Just how badly did traditional public schools fail at meeting the challenge of the Covid-19 pandemic? So memorably and miserably badly that it has the potential to reset expectations going forward. No longer can parents expect the government, on its own, to educate our children. And no longer can public schools expect to educate children without partnering with parents in a meaningful way.
Before examining the future implications of the Covid-19 education breakdown, though, it’s worth taking some time to review the failure itself in full, gory detail.
Many of these public schools, let’s remember, were doing a poor-to-mediocre job of educating students to begin with, before the pandemic, as measured by standardized-test results, dropout and graduation rates, and other yardsticks. Even the “good” suburban schools, a lot of them, were coasting on the backs of their students and their families, not adding much value. As for the urban public schools, their performance can be summed up by the fact that parents who have the option of a charter school or even a partial private-school scholarship have been eager to accept any chance that might allow their child to escape.
Once the pandemic hit, the game was up. Way too many of these schools stopped even going through the motions of providing education.
The University of Washington’s Center on Reinventing Public Education reported on May 15, two months after widespread school closures went into effect, that 27 of the 82 school districts it tracked did not “set consistent expectations for teachers to provide meaningful remote instruction.” Thirteen of the 82 “do not require teachers to give feedback on student work,” CRPE said in an article headlined “Still No Consistent Plan for Remote Learning for Hundreds of Thousands of Students at Some of America’s Biggest School Districts.”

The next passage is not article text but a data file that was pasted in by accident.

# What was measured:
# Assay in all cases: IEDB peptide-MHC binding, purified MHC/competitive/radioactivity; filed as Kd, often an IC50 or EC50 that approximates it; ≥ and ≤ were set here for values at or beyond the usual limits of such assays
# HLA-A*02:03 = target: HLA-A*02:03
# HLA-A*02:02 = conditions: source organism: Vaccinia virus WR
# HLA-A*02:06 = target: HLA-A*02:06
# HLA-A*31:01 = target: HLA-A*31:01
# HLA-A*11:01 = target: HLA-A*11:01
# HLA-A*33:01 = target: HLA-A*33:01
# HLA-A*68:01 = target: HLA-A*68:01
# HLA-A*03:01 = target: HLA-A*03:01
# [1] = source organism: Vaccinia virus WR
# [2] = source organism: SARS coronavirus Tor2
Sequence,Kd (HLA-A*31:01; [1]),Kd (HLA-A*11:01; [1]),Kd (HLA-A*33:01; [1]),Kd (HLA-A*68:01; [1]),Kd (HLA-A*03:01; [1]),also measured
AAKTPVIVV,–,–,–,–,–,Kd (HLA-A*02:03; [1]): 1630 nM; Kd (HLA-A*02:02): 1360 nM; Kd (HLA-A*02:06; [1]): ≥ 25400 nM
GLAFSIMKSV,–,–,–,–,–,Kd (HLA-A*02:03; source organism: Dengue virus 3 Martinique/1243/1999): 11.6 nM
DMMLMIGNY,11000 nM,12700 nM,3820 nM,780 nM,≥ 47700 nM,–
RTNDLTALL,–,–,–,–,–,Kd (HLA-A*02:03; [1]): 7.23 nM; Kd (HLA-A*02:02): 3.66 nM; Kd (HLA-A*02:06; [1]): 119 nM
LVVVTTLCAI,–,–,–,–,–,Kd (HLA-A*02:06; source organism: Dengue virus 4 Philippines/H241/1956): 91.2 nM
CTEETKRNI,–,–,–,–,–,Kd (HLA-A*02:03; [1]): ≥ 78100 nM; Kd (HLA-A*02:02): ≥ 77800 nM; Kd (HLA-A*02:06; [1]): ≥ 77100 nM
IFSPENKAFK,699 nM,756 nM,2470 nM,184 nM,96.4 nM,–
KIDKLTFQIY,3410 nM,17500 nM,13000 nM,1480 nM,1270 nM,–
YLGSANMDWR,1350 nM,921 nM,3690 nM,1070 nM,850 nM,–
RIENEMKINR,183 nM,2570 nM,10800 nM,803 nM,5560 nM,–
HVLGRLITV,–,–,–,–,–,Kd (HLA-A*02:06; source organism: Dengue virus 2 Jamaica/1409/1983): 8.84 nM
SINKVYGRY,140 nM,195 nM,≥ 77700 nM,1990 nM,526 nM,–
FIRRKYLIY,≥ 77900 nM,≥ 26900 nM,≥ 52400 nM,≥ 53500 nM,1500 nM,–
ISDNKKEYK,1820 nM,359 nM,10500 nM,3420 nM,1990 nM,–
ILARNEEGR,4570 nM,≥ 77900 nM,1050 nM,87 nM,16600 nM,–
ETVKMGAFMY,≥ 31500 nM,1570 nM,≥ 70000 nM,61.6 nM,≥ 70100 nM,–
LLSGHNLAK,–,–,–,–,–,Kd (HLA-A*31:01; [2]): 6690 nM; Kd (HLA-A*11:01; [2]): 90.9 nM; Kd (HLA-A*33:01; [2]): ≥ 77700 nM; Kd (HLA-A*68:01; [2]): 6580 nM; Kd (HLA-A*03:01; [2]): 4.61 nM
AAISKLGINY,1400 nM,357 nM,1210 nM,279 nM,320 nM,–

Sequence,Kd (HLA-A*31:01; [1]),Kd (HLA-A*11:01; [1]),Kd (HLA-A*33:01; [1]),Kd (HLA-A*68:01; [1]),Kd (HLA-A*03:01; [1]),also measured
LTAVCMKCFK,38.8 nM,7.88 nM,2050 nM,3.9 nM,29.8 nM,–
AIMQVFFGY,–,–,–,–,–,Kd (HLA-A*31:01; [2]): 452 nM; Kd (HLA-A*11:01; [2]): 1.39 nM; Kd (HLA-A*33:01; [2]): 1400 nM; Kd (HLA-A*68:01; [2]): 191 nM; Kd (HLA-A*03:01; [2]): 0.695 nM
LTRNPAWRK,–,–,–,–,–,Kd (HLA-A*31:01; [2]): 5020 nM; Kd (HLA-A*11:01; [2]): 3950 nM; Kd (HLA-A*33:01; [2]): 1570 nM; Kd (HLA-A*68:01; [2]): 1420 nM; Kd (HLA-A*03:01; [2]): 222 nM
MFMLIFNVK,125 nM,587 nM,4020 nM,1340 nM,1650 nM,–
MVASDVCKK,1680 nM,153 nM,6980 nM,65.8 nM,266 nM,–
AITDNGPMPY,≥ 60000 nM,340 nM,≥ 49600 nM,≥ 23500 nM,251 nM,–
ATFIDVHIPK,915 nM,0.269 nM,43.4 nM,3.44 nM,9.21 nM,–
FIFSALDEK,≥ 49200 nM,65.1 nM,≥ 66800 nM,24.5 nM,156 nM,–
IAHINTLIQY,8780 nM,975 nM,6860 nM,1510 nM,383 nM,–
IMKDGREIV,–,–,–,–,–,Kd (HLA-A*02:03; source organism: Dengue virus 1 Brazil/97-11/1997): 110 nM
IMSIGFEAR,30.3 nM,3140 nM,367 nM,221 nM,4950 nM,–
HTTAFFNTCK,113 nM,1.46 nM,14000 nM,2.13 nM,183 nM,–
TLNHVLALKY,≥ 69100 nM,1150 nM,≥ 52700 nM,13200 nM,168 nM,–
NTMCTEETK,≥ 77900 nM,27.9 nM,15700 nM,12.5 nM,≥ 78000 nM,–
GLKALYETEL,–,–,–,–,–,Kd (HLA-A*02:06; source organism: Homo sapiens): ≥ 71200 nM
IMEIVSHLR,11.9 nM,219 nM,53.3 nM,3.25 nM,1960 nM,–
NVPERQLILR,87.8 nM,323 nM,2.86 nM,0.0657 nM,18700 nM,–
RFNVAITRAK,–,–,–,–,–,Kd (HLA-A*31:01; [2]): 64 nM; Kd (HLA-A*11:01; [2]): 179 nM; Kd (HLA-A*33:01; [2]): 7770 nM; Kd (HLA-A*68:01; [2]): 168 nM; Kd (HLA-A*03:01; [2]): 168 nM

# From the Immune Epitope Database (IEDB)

The American Enterprise Institute, reporting on what it says is a national representative sample collected through May 8, says less than half of schools were offering synchronous instruction, in which a student and a teacher are live online simultaneously. AEI also found that a substantial share of schools, more than 10 percent, had entirely given up on grading student work.
Media accounts highlighted some of the most egregious failures. California stopped requiring educators to take attendance, EdSource reported. Even without mandatory formal attendance-taking, it was clear enough that many students weren’t showing up for whatever instruction was being offered. The Los Angeles Times reported in late March that about 15,000 of some 120,000 Los Angeles high school students were “absent from all online learning.”
School districts also failed on the technology front. For all the photo opportunities of schools handing out laptop and tablet computers, the reality was that even districts that offered online classes could not reliably guarantee that students could log on to them. In New Jersey, for example, a month into the school closures driven by Covid-19, about 100,000 students, or nearly 10 percent of those enrolled in the state, lacked the devices and Internet access necessary for distance learning, according to NJSpotlight.com. Technological ineptitude was underscored when virtual school-board meetings or classes in Ohio, Washington, D.C., and New Jersey were “Zoom-bombed” by hackers who used the videoconferencing platform to display pornography.
Rather than struggle through the complications and system deficiencies, some school districts in Georgia, Washington, D.C., and Nebraska officially declared that they were starting summer vacation early. Give them some credit for candor, at least.
Those seeking to measure the effects of the closures on student learning using the tool of standardized testing are, like so many of the students themselves, out of luck. The state-based accountability tests were almost universally abandoned amid the pandemic. This “data vacation” will make it harder to determine where students are academically when the crisis is over. It will be especially troubling for students who went into Covid-19’s upheaval behind in their studies, as attempts to catch them up in the future will be hampered by the absence of information about their learning.
The pandemic put many of public education’s worst traits on full display.